Folks visiting America’s consumerist mausoleum, the Mall of America, are getting a lesson in dieting from a guy in living in a fish bowl for four weeks:
Scott, “The Human Do.ing,” will live at Mall of America from March 18 – April 16 to model daily physical activity and healthy eating and show how community support is a key factor in maintaining a healthy lifestyle. He will encourage others to join him in getting fit and eating right, thereby involving all of Minnesota in his quest and inspiring others to start their own healthy lifestyle journeys.
via PR Newswire.
Docs in Argentina have found that the electromagnetic radiation from cell phones reduce bone density in the parts of the body on which they are carried.
And given the ubiquity of the devices, that “could have a substantial effect on the osteoporosis rate in the population,” according to the authors of the report.
From a recent announcement:
Although small, the new study raises the possibility that long-term exposure to electromagnetic radiation from cell phones could adversely affect bone mineralization. Larger follow-up studies will be needed to confirm or disprove this hypothesis, according to Dr Sravi. He suggests that studies may be warranted in women, who have higher rates of osteoporosis; and children, who would have longer expected lifetime exposure to cell phones.
Obviously, the topic I am broaching here is the possible link between Sheen’s public stance on 9/11 and his subsequent psychological collapse and the media portrayal of him with good reason as being ‘crazy’. Despite what many think, the idea that Sheen may be the target of surreptitious psychological interference by those who would prefer he keep his mouth shut about the 9/11 attacks is a reasonable one.
The idea, as in the case of former MI5 agent David Shayler, who become a cross-dresser and a self-proclaimed messiah, is to secretly drug and otherwise destabilize whistleblowers and outspoken government critics…
Beginning today, drivers of a federally-funded organ-collecting wagon will be monitoring New York’s 911 emergency calls indicating someone might be about to croak in his home.
The so-called Organ Donation Unit and a special ambulance will then hover outside the patient’s residence, waiting for bad news from the emergency workers inside.
Once the patient is declared dead, a team from the organ van will pounce upon grieving relatives, to persuade them to part quickly with their departed loved one’s parts.
From Fox News in New York:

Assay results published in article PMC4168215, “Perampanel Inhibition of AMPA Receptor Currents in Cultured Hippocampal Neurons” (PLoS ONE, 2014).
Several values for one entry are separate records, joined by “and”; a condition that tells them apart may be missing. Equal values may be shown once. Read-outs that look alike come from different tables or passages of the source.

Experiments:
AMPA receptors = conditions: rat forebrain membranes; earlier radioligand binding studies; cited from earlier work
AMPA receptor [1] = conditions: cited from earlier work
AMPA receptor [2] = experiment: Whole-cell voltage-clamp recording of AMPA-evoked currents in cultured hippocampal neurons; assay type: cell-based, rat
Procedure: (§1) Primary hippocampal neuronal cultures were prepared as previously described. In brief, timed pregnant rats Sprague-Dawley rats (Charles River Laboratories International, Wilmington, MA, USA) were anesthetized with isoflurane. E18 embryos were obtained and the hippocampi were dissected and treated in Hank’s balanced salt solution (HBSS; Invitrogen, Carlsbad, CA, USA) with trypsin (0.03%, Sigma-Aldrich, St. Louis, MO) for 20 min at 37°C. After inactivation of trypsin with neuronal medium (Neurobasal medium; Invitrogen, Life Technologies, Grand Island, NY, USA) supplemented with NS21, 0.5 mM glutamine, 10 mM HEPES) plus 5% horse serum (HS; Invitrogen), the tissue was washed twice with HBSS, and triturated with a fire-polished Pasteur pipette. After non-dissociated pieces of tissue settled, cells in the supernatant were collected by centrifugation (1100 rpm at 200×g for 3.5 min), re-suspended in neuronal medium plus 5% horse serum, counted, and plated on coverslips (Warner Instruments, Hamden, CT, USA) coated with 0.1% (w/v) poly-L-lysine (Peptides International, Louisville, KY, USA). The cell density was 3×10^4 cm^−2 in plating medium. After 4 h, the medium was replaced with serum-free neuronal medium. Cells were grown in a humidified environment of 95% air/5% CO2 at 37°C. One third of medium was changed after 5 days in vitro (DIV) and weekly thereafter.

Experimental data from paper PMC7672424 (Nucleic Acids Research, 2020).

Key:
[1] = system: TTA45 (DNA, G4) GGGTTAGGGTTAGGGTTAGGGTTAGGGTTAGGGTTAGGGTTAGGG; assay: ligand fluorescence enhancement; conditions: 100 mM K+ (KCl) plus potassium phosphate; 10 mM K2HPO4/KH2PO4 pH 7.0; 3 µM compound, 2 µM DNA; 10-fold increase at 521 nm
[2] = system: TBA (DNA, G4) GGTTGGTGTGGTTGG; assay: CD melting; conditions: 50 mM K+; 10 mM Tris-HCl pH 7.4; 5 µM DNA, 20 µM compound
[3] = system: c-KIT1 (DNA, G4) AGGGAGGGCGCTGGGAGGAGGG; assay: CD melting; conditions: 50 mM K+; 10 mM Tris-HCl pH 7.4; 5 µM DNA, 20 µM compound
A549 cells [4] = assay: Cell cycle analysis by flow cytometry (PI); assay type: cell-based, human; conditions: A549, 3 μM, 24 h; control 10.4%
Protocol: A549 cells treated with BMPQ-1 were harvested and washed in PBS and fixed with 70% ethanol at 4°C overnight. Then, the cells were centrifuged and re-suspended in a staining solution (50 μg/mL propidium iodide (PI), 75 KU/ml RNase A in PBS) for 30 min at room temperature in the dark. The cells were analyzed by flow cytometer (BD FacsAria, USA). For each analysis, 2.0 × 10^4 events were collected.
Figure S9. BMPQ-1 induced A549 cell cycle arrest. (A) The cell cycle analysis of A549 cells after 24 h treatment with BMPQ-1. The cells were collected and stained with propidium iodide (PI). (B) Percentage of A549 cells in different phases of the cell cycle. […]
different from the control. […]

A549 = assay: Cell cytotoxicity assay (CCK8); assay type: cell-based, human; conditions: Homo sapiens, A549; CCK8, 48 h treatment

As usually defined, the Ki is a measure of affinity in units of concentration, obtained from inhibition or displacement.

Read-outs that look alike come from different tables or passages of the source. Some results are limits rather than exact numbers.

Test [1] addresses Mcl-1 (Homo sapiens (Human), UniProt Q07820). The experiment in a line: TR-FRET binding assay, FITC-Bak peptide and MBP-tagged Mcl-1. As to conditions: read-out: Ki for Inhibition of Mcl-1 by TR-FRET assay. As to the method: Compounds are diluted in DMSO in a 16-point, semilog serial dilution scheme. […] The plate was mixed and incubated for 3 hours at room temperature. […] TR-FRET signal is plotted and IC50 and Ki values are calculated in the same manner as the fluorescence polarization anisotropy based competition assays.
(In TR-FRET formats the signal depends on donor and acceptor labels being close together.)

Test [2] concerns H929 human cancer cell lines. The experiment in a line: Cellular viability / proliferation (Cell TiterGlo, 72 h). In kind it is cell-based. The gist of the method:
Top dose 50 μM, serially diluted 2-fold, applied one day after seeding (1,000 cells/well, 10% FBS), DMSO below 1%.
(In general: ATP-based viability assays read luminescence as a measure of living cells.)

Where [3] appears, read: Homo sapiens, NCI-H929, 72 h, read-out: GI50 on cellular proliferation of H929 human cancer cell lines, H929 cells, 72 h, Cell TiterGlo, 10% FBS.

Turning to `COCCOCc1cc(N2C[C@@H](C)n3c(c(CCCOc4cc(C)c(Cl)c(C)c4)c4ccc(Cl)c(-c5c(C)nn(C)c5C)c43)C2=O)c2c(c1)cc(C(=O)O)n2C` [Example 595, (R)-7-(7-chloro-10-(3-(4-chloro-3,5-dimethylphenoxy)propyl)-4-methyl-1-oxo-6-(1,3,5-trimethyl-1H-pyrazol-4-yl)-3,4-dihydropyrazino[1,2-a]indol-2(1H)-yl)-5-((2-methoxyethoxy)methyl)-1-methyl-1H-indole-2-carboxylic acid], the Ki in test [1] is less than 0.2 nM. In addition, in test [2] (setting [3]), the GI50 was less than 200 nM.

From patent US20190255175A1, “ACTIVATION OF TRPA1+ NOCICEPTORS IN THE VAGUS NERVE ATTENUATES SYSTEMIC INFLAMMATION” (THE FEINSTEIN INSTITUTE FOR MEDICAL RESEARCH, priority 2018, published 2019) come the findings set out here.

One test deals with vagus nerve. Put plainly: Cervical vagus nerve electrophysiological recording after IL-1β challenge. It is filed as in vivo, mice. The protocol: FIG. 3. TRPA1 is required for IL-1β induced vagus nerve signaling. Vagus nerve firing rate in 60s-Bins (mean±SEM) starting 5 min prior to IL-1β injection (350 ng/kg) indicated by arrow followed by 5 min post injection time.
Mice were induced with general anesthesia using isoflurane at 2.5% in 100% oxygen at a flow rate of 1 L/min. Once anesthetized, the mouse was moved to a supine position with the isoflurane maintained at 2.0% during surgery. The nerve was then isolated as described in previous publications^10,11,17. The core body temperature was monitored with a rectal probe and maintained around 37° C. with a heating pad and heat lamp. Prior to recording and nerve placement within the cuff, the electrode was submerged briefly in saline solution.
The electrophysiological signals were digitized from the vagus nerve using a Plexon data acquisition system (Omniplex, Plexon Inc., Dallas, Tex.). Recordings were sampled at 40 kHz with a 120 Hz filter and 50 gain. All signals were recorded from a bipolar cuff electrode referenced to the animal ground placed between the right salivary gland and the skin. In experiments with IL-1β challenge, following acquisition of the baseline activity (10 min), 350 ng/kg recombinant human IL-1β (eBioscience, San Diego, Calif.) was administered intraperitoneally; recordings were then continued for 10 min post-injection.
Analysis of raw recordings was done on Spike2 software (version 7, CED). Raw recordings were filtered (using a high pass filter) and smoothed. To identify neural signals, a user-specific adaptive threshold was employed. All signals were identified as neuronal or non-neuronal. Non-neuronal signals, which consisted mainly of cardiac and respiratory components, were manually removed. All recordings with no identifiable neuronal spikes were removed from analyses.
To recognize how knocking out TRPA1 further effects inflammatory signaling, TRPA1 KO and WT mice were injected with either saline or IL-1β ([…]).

The team — composed of two EMTs, an organ donor family services specialist and a Bellevue emergency physician — will interact with grieving and shocked family members in the limited time available before it is too late to use a person’s organs. A police detective will arrive at the scene before the team to make sure there’s nothing about the death that warrants a criminal investigation.
Two college professors have already given one robot the ability to handle a crabby patient with compassion.
Susan Anderson, a philosopher at the University of Connecticut, and her husband, Michael Anderson, a computer scientist at the University of Hartford, have programmed a robot with the ability to make an ethical choice.
The news is the bar codes that will be added to embryos (no RFID, here) are “biologically inert”:
The bar codes, which carry unique binary identification numbers, are biologically inert: they do not affect the rate of embryo development and are shed before the embryos implant into the wall of the uterus. The technique aims to simplify individual embryo identification, streamlining in vitro fertilisation and embryo transfer procedures.
Recently I interviewed Ben Goertzel for Singularity 1 on 1. During that interview Ben argued that the technological singularity is not necessarily inevitable and that The Future Is Ours To Create. Interestingly, in the video below Ben argues that it may not be absolutely ridiculous to consider that the singularity may actually happen as yearly as 10 years from now.
Worried by a ProPublica investigation revealing disgusting and dangerous conditions at dialysis clinics nationwide, PR people for the billion-dollar industry braced itself with a spin control document, with talking points.
From an industry PR memo obtained by ProPublica:
Despite our collective efforts, we do not anticipate a balanced presentation (in the ProPublica report), and we therefore feel it’s essential to create the “machinery” necessary to orchestrate an aggressive and prompt community-wide response.
The authors of the spin control doc suggests that docs and administrators, if contacted by the media in the wake of the ProPublica report, emphasize technological advances in the industry — rather than taking criticisms head-on.
The doc also shows industry flacks fretted that the story will get “will get traction through other media outlets.”
Battlestar Galactica executive producer Ronald D. Moore barred the BS technobabble that made so much of every show after the original Star Trek series aired.
That’s what allowed the epic space opera to come through.
And the guy he hired to keep the show honest has written a book about it:
Grazier – whose new book The Science of Battlestar Galactica finally puts geeks out of their misery by explaining the “hows”, “whys”, and “what ifs” – is blunt in explaining BSG’s success. BSG, he says, was not a technology show.This formula worked. BSG became a cult and critical hit. BSG was the first ever sci-fi show to earn a prestigious Peabody Award for its treatment of contemporary subjects. It won over fans of the 1970s original who were initially suspicious of Moore’s plans for their beloved show, and BSG secured a rarity for any TV sci-fi creation: the nodding approval of members of the science community.